I am able to test more because I bought an inexpensive TrueTrac meter from Walgreens. Walmart also has a house brand. My strips on Amazon.com are only 20 cents each, free shipping if you spend over $25, so I buy ahead and ignore whatever meter and amount of strips would be allowed on insurance and also all the paperwork involved. A person could use the insurance strips and have a different cheap meter and their own strips to use on the side. The accuracy will possibly be "ballpark", but that is better than none.
I might question a poster who says he can eat a lot of potatoes, etc. on a blog, because I would not know what his A1c is or if he is really a diabetic. Keep us posted on how your Vegan diet works. A lot of green and leafy and non starchy vegetables is good for most everyone, but I question leaving out all meat and good fats.
Note: I made a booboo on the amount of protein I eat -- my proportions are approximately 30% OF CALORIES from proteins, 40% low starch carbohydrates, and 30% good fats. On a plate this would look like most of the plate covered by salad or green beans, 2-3 oz. portion of lean meat (less than a deck of cards), and 1 tsp to 1 tablespoon of fats or a 1/4 cup of nuts. My calories for the day are about 1200 and I keep my total grams of carbs between 80 and 100. If I don't put in a mile of walking a day and extra strength and core exercise 3 times a week, my blood sugars still go up. I am 5'5" and 135 pounds, 75 yrs. old. This plan works for me and I realize we are all different.View Thread
Michelle, do you see a difference in your blood sugar numbers 1-2 hour after a meal with 50 % protein as compared with a meal heavy with potatoes or grains? For me, having even a cup of spaghetti, or other starchy carbs sends my sugars up. A normal meal for most people sends by blood sugar over 225. I do rely heavily on green and non starchy veggies balanced with low fat protein. My beef stew tonight was mostly green beans, celery, some onion and few baby carrots -- no potatoes. Good luck with finding what works best for you.View Thread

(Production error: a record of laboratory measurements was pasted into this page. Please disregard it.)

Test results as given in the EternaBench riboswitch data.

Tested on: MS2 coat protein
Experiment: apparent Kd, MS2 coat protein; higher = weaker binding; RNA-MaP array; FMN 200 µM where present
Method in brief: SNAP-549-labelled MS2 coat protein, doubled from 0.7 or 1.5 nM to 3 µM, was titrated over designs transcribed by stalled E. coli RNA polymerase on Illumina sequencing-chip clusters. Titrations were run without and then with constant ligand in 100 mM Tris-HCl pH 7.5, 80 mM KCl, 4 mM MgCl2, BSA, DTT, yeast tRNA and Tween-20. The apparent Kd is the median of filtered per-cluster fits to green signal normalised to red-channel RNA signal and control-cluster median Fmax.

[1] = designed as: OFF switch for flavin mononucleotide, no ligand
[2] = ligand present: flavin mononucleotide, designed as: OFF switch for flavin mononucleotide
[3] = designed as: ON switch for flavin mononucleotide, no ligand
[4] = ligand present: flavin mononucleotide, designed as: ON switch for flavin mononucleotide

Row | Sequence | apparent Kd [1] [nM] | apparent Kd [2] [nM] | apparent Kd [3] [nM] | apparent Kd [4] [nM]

There have been recent questions about diets and eating plans. I'm starting a new post so as not to hijack a previous post. I never turn down an opportunity to learn new things about health, and therefore have read many book on low carb, low fat, low protein, Paleo, high complex carbs, etc. etc. etc. diets. Our site's expert, Dr. Dansinger has a series on different diets and as I remember came to the conclusion that whichever one you can faithfully follow is probably the best.
I, personally am a carb counter: so many per meal and per day, choosing mainly from the low glycemic (slow acting) ones. It works for me. My husband, however is a non diabetic and a runner, so he can eat healthy whole grain stuff, cereals, sweet potatoes, etc. He cannot cut down on proteins too much, however, because he needs to replace and rebuild his muscles.
One thing to remember when attempting to go vegan, is that diabetes is a disease/condition in which your body cannot process carbs normally. Every author I have read has somewhere in his book a disclaimer or warning to "of course follow your doctor's advise" or "be aware of the amount of carbs you ingest if you are a diabetic". Low animal protein diets may be good if one is careful not to replace the protein and fat with a bunch of high calorie and high glycemic foods like rice, wheat, cereal, breads, potatoes, etc. The protein in legumes and dried beans may sound like it would replace the protein in meats and eggs and fish, but the proportion of carbs in those beans is very high, and tends to spike blood sugar. Also, fat is the one food group that does not raise blood sugar-- even the bad fats may be preferable to high sugar foods. My point is just to be careful when reading different health and food plan authors to make sure that their plan is diabetic friendly.View Thread
The "pop psychology" answer to bad habits is that a person's "rewards" from continuing those bad habits seem to him/her to be greater than the anticipated "rewards" from changing those habits.